She must have been able to see some of what he felt in his expression because fear crept back into her pretty, brown eyes.
He shut his briefly before opening them and offering her a rueful smile. “Look, I won’t hurt you. I promise. It’s just been a long, long time since I saw anyone as beautiful as you.” He hoped she wouldn’t look down and catch the very uncomfortable evidence of his desire, but she did. He groaned. “Ignore that. I can’t help it.”
Her chuckle was husky and it brushed over his skin like velvet. “I’d be flattered but when was the last time you saw a woman?”
“About five minutes ago…in the woods.” He cleared his throat, told his dick to settle down. “Are there more people where you come from?”
“Not anymore, though I probably shouldn’t tell you that.” Keeping her arms over her breasts, she walked out of the water.
He frowned at the rate her shivering was increasing and reached up to remove his jacket, hesitating when she lifted her knives.
“What are you doing?” Her voice had gone lower.
He instantly thought of that low, husky voice whispering things close to his ears and had to keep himself from shuddering. It took effort. “You’re cold. I’m going to toss you my jacket. It’ll help if you cover those up anyway.”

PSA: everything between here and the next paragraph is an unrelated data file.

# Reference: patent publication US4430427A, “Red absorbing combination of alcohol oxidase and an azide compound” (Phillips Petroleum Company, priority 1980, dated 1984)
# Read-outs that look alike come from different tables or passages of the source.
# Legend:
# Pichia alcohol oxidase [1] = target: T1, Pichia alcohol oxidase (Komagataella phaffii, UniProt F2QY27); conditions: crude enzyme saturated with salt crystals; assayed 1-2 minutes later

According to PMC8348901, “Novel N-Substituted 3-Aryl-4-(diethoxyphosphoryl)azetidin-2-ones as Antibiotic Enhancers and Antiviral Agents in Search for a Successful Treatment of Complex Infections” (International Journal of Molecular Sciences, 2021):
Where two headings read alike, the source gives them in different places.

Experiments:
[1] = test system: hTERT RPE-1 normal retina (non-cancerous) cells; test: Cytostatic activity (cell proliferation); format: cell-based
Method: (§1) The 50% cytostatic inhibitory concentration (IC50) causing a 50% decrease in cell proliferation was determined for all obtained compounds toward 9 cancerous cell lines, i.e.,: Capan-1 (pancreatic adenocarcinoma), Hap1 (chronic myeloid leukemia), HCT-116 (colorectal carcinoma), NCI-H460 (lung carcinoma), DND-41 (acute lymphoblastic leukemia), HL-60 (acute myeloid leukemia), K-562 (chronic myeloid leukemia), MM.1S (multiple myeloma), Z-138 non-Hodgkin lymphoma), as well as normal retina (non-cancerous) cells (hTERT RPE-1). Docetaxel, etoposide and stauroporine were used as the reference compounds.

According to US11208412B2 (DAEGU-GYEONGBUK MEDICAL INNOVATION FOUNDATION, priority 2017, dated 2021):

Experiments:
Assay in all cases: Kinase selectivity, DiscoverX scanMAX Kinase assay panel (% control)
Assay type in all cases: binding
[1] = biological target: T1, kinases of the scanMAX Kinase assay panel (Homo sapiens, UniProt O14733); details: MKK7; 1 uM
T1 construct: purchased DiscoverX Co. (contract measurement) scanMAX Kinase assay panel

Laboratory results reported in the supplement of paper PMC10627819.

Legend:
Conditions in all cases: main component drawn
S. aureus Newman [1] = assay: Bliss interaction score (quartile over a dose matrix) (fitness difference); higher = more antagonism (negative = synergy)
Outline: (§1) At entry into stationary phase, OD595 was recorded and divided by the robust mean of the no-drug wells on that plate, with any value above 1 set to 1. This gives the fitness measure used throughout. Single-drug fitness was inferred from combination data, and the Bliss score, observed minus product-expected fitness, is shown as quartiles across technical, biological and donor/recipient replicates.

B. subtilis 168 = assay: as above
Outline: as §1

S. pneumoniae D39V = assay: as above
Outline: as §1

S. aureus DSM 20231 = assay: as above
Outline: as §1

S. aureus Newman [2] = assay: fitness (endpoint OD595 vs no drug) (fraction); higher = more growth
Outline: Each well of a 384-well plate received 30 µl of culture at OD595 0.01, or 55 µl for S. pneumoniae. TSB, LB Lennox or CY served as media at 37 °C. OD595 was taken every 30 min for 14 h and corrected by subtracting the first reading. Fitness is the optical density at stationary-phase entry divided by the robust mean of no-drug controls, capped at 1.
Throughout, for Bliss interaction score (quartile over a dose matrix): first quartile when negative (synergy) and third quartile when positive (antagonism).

“From the looks of your clothes, you should keep that jacket. I’ll warm up fine once I’m on the move and it’s time to do that. Where’s your brother?”
“We have an RV parked a couple of miles or so from here.”
“An electric RV? How do you charge it on the road?”
“No. it’s solar, with panels along the top—some we found and installed ourselves. It’s why we park in the middle of the day when the sun is like this. So they can power up. You have an electric car?”
She nodded. “Don’t use it much—just to take the odd short trip into town to dig through the rubble. My house is solar powered.”
She looked healthy, too. He wondered if she had a garden. He and Tripp had broken into a freeze-dried food factory and hit pay dirt, but they were always on the lookout for any overgrown mass of green that looked like it might have a few surviving vegetables. They got lucky with wild asparagus once in a while, but it had been a long time since either had seen a green bean or a bell pepper. He’d hated peppers as a kid, then spent most of his adult life craving the taste of one so much he dreamed about them. The ones his mother had stuffed with sausage, rice and cheese—three other foods he hadn’t had in years.